Compare the number of command line arguments to NUM. The comparison operator OP can be one of the following: = (or ==), !=, <, <=, >, >=.
uid [OP] UID
Compare the UID of the user who started rush to UID. The latter may be either a numeric UID or a name of an existing user. The comparison operator OP has the same values as discussed above. If absent, == is assumed.
gid [OP] GID
Compare the GID of the user who started rush to GID. It can be either a numeric value or a name of an existing group. The comparison operator OP has the same values as discussed above. If absent, == is assumed.
user NAMES
Argument is a whitespace-separated list of user names. This condition yields true, if the user name matches one of the listed names. String comparisons are case-sensitive.
group NAMES
Argument is a whitespace-separated list of group names. This condition yields true, if the the name of any group the user is a member of matches one of listed names. String comparisons are case-sensitive.


These statements transform the command line.
Replaces entire command line with the expansion of PATTERN.
Replaces the Nth word in the command line with the expansion of PATTERN. Notice, that square brackets are part of the statement syntax.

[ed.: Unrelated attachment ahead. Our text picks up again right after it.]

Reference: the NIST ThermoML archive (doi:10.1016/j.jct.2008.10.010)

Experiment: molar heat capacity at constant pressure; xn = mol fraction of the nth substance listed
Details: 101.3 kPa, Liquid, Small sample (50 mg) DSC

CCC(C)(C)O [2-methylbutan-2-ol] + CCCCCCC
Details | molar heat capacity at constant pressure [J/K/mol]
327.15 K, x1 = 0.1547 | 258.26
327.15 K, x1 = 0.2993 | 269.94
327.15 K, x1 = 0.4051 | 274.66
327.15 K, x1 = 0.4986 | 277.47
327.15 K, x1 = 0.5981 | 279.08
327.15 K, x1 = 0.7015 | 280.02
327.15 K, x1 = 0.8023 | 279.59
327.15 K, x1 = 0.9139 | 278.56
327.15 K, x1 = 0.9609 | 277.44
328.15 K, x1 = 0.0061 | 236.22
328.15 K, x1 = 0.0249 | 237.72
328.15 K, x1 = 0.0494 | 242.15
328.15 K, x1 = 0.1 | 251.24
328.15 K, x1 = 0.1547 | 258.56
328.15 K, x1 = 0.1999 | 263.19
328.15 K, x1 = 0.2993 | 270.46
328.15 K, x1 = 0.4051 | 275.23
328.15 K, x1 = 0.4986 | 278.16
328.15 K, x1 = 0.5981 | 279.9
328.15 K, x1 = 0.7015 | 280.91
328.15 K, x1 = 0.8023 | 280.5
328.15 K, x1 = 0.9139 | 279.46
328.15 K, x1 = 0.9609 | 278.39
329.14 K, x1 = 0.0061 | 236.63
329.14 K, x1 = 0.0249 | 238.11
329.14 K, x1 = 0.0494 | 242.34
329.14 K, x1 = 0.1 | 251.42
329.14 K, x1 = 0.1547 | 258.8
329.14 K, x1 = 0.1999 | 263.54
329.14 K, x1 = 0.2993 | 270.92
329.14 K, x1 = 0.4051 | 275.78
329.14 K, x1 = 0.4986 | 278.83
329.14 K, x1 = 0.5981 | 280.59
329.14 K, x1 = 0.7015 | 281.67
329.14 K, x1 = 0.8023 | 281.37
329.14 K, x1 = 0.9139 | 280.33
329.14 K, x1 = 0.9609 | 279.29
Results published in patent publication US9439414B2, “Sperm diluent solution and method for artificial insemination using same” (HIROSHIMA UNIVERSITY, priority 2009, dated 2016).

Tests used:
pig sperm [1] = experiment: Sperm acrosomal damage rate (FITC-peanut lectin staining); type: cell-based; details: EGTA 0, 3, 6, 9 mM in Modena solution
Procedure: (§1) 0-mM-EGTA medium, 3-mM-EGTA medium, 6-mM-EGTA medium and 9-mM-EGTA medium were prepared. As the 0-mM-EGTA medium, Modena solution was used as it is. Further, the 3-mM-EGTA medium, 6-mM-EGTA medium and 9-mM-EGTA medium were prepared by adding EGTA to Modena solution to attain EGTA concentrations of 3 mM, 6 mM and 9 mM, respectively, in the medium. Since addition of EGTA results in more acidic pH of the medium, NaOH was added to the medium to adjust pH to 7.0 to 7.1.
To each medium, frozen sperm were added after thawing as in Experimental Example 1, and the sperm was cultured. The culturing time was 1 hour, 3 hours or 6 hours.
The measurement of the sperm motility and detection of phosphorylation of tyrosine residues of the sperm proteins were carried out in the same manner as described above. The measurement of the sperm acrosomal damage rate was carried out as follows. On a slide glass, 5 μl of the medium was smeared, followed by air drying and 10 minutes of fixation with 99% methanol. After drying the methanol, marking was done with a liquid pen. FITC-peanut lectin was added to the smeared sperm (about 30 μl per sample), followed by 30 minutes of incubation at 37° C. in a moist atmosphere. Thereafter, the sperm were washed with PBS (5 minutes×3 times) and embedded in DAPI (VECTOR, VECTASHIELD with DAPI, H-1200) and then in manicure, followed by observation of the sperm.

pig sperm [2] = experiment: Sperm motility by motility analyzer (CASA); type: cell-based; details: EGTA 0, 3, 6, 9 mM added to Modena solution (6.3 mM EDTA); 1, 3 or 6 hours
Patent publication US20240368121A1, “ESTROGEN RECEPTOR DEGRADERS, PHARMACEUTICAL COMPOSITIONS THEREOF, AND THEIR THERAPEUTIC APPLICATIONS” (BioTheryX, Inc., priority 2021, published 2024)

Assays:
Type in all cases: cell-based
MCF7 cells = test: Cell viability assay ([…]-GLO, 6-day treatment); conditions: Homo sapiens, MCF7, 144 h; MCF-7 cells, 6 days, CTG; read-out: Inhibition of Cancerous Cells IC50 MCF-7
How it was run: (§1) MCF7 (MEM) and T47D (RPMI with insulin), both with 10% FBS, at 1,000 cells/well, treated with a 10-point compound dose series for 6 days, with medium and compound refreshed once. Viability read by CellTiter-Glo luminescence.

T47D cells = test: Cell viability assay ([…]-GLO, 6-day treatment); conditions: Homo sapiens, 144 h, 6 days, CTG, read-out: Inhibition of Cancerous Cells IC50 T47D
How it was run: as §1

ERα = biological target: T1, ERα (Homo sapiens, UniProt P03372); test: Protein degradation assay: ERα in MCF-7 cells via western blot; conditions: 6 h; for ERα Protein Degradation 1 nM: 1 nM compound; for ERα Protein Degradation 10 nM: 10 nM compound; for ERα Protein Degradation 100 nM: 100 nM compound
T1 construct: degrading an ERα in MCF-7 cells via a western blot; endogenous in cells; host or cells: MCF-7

Deletes the Nth word.
delete N M
Deletes words between N and M, inclusive.
transform EXPR
Apply a sed(1) expression EXPR to entire command line. For example, the statement below adds a -t option after the command name:
transform s/^[^[:space:]]+/& -t/
transform PATTERN EXPR
Applies the sed(1) expression EXPR to the expansion of PATTERN and replaces entire command line with the result.
transform[N] EXPR
Applies expression EXPR to the Nth word from the command line. Notice, that square brackets are part of the statement syntax.
transform[N] PATTERN EXPR
Applies the expression EXPR to the expansion of PATTERN and replaces N word in the command line with the result.
E.g. to replace the 0th argument with the base name of the command prefixed with a dash:
transform[0] ${^} s,.*/,-,